Amy McPherson visits Whistler outside ski season and discovers a town rich in heritage and art. Welcome to summer in Whistler.
Standing by the totem pole depicting the strength of the Thunderbird atop a Bear Dancer, I listened to a Cultural Ambassador of the Lil’wat Nation welcome us with a song. His solid voice sings of the Thunderbird and the power of the mountains, which is a prelude to the history and culture of the Squamish and Lil’wat Nations we were about to discover in the Squamish Lil’wat Cultural Centre.
Long before Whistler is the Whistler today, this is the crossroads of the Squamish and Lil’wat Nations. There were no permanent settlements of the First Nations people here, as the two lakes (Alta and Green Lakes) of Whistler were considered bad blood, however, this is the point where the Squamish and Lil’wat people used as a trade point.
Just south of where Whistler is a place called Spo7ez, a shared territory used by both Nations as a hunting and foraging area. Stories tell of a time when the people of the two Nations began to quarrel and show disrespect to each other’s share of the land, the Thunderbird decided to settle the dispute by using the force of his wings to erupt a volcano, causing a great rockslide that buried Spo7ez alive. Survivors of the two nations went home to tell this story and to remind each other they must live harmoniously and work together in the future.
The Squamish Lil’wat Cultural Centre opened in 2008, as the first of its kind in Canada, and is a partnership between the Squamish and Lil’wat Nations to share their culture and heritage with the world. A guided tour by a representative from both the Squamish and Lil’wat Nations that begins with a welcome song is the best way to learn about the culture and history, many will share stories of their ancestors as well as many of the beliefs they still live by. I learn the elders used to go deep into the mountains to heal. So, I take a hike up Blackcomb Mountain to experience this spirit of nature.
A hotspot for skiers and snowboarders, Whistler is a word that conjures up images of white powdered snow and luxury chalets. It wasn’t until the first bid to host the 1968 Winter Olympic games in Whistler did construction of Whistler as a winter resort began. This premium winter destination of British Columbia in Canada, just a short trip from Vancouver, actually began life as a summer fishing lodge in 1915, when Alex and Myrtle Philip first opened the doors of Rainbow Lodge. Words spread, and summer in Whistler grew into a place popular for fishing and hiking, while at the same time, becoming a base for logging and mining.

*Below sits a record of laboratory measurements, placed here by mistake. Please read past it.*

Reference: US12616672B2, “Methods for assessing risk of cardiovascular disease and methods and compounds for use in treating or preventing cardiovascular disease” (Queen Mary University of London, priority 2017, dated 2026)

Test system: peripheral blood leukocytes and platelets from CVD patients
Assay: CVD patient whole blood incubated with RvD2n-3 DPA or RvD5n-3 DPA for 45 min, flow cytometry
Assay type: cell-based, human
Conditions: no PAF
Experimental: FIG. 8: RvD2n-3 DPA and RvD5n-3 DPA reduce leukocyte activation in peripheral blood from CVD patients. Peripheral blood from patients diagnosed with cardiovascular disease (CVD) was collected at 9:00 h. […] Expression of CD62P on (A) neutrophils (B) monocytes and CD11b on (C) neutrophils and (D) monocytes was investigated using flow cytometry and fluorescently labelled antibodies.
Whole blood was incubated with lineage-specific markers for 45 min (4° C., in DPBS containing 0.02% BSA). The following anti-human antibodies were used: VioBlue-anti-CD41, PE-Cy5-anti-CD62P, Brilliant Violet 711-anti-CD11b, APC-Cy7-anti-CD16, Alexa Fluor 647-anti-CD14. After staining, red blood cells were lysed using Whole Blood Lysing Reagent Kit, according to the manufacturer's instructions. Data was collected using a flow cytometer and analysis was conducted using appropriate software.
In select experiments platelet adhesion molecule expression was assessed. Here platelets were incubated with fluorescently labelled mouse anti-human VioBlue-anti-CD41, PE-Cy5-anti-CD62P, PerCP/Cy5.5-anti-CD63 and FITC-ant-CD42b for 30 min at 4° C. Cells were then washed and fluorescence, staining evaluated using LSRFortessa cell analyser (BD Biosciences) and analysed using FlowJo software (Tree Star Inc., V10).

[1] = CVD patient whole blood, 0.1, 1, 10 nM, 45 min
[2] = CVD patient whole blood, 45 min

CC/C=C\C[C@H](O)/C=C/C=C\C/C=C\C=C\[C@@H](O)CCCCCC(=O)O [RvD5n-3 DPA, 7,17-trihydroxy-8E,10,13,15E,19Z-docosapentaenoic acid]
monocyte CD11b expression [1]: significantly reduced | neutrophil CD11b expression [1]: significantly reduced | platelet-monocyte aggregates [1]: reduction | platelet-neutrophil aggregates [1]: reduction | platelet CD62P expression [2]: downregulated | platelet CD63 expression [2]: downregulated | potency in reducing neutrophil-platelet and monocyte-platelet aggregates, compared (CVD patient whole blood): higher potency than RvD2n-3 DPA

Summer in Whistler on the trails of the Blackcomb is glorious. Without snow, the landscape is covered by lush deep hazy green of the fir and hemlock trees. I take the Gondola up the slopes and followed a well-trodden path down. Surrounded by the energy of the mountain and the scenic views towards Alta Lake and Green Lake, I can see how Whistler became a popular hiking destination.
Back down near Whistler town, we canoed across Green Lake, the largest and most northerly lake of the Whistler area, where the mountains surrounded us and predatory birds circled above our heads. Apparently, Whistler was known as Alta Lake until the European settlers start calling the area “Whistler” after the whistle sound made by the marmots. I couldn’t hear any marmots today, but in this quieter part of the area and we could hear birdcalls in the distance, and to our pleasant surprise, an osprey made a splash as it dived for fish in the lake.
Dragging our canoes onshore, our hike took us in and around Parkhurst Ghost Town in the wilderness around Green Lake. This former logging community has left derelict houses, wagons and appliances around when the logging operation ceased in the 60s, and a walk through these woods is like walking through this part of history, where each artefact find tells a story.
Back in town, I pay a visit to Audain Art Museum to view some of the indigenous artworks being exhibited. First opened in 2016, the aim is to place focus on the art of the province’s most celebrated artists. The architecture of the museum is a delight in itself, with wooden panels paying homage to the natural environment that surrounds it.
Outside ski season, Summer in Whistler is a truly cultural and outdoor destination well worth a visit.
Tell Me More About Summer in Whistler.
Visit Squamish Lil’wat Cultural Centre for seasonal exhibition information and tickets.
Visit the excellent Audain Art Museum for traditional and modern works by regional artists in both permanent and temporary exhibition spaces.
Learn more about Whistler’s history at the Whistler Museum.
For further information and touring inspirations, visit Whistler Tourism.
British Airways has direct flights from London to Vancouver. Flight duration is around 9 hours and 35 minutes.
Various car hire companies have counters at Vancouver Airport for self-drive holidays.
The Four Seasons Resort in Whistler provides a luxury experience in the heart of Whistler village. Large comfortable rooms in a chalet-style building create an authentic mountain environment for both winter and summer seasons.
Rooms start around CA$550 per room per night, room only.